The United Nation has defined age as “the estimated or calculated interval of time between the date of birth and the date of census, expressed in completed solar years.

It has also recommended that information on age should be collected in the census by asking the date of birth of the individual (day, month and year) or by asking a direct question to obtain information on the age at the last birthday, or by asking both these questions together.

Though the question on the date of birth obviously yields more accurate information of age, it is not always possible to obtain date of birth from a population in which the majority is either illiterate or semi-literate.

In such a situation, information on age is collected by asking about “the age completed on the last birthday.”


Though it is easy enough to ask questions on age, it is extremely difficult to obtain correct information about age when people are illiterate or semi-literate and are ignorant about their own age.

In India, it is not uncommon for enumerators or investigators in a census or demographic survey being told, “I do not know my age. May be I am 30 or 35 years old. Why don’t you decide how old I am?”

The practice of registering births is not yet widely followed in India and therefore, birth certificates are not available with the Indian people.

There is a great deal of apathy on this matter of correct age, because Indians generally do not have to face situations where they have to produce proof of age.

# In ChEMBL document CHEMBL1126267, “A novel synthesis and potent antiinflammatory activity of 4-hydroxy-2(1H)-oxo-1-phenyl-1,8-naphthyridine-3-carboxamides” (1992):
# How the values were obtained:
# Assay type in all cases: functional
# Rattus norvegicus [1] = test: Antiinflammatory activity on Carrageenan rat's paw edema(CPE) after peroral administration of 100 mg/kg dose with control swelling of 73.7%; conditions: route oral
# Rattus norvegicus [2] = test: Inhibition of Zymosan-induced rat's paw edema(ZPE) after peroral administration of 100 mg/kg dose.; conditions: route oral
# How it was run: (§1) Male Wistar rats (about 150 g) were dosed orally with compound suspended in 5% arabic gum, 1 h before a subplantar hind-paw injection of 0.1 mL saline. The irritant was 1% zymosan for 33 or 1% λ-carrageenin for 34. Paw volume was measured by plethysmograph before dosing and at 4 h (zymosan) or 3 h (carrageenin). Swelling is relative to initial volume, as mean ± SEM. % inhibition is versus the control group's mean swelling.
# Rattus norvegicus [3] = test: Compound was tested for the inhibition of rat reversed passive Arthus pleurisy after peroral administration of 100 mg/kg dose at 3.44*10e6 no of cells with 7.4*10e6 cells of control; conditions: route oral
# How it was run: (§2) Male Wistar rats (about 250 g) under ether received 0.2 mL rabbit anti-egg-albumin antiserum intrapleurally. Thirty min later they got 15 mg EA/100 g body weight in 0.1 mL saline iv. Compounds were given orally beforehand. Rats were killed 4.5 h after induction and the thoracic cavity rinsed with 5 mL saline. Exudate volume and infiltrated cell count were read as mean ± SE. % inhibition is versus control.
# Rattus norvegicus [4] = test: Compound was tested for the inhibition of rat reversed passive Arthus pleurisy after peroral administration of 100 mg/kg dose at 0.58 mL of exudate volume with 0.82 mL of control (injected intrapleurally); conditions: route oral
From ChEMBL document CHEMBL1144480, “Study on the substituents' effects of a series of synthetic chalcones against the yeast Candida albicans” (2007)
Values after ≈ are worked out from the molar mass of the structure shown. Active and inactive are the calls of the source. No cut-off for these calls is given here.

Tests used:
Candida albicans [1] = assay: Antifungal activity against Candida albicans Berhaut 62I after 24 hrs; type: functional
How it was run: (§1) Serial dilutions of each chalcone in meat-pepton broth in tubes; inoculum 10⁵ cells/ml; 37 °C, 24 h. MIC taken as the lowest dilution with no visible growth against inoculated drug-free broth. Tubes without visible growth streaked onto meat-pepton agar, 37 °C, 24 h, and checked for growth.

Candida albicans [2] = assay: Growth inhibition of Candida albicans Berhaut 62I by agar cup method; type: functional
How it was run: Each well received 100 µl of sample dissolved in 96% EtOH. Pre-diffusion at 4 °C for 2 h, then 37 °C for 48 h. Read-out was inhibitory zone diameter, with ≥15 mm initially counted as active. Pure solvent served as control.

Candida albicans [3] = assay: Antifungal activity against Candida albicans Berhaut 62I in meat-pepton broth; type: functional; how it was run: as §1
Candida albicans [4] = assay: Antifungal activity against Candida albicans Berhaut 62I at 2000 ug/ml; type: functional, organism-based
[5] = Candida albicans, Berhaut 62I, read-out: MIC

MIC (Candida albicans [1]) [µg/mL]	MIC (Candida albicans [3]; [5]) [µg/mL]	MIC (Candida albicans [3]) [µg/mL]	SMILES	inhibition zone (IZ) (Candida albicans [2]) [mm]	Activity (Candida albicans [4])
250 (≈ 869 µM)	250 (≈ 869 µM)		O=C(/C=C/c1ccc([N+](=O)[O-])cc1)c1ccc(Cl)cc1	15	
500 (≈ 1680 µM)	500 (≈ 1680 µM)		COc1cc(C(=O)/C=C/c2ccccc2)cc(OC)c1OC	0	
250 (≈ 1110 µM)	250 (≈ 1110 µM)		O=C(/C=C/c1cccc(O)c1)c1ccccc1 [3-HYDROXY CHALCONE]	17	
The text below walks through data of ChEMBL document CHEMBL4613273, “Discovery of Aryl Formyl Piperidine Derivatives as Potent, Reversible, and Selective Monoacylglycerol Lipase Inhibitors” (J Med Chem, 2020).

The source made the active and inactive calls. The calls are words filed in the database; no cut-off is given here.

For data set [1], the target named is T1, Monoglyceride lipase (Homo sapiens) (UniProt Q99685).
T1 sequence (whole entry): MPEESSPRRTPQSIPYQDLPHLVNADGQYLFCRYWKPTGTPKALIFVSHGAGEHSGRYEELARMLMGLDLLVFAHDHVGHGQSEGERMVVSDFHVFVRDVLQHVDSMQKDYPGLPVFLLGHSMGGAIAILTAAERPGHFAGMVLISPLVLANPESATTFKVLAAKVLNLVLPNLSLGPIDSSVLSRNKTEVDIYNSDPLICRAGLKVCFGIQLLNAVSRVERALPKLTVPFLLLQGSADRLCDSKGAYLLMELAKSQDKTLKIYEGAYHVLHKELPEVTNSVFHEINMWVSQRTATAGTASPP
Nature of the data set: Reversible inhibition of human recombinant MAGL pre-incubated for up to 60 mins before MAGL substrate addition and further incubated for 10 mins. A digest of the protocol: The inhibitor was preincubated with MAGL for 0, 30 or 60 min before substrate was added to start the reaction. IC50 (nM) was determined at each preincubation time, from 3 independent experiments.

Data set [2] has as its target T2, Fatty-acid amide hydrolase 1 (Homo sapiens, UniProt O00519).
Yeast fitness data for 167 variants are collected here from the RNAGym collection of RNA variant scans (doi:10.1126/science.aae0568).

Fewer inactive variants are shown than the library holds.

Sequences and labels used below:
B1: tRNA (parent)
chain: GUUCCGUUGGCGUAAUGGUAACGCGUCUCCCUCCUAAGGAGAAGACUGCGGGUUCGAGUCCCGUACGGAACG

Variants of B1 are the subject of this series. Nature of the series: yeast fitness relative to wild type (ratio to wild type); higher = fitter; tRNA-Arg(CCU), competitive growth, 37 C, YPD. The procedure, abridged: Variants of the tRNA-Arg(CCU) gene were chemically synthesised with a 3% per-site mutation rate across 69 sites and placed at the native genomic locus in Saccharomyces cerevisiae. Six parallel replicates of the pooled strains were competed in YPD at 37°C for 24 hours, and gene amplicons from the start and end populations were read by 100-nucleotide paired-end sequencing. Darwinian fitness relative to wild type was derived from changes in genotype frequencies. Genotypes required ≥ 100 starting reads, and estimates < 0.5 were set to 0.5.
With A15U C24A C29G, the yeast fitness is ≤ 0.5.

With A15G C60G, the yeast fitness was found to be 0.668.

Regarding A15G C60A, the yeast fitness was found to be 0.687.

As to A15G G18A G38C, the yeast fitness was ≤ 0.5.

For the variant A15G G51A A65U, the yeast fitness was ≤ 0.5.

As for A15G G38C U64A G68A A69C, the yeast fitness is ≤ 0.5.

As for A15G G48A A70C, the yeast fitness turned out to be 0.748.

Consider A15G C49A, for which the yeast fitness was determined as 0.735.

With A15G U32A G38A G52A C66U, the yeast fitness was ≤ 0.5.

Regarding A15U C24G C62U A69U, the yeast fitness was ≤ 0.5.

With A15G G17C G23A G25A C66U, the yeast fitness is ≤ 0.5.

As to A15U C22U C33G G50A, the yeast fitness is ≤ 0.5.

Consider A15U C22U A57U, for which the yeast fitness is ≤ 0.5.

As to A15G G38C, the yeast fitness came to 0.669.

The Indian age data, therefore, show concentration of population at a certain age, for Indians prefer to report their age in numbers ending with 0 or 5. Errors in age reporting also creep in because of carelessness in reckoning age, misunderstanding of the question or deliberate misstatement.

As the age data maybe defective because of several reasons, demographers first evaluate them to determine the nature and magnitude of errors and then make the necessary adjustments before using such data for demographic analysis.

One illustration will suffice to indicate the need for such evaluation and adjustment. According to the 1971 Census age data, it was found that there were 10,548,600, males of age 10, while the figures for males of 9 and 11 were 5,970,600 and 4,666,600 respectively. This type of data clearly indicates a preference for the digit 0, so that even those of 9 and 11 were reported as being 10 years old.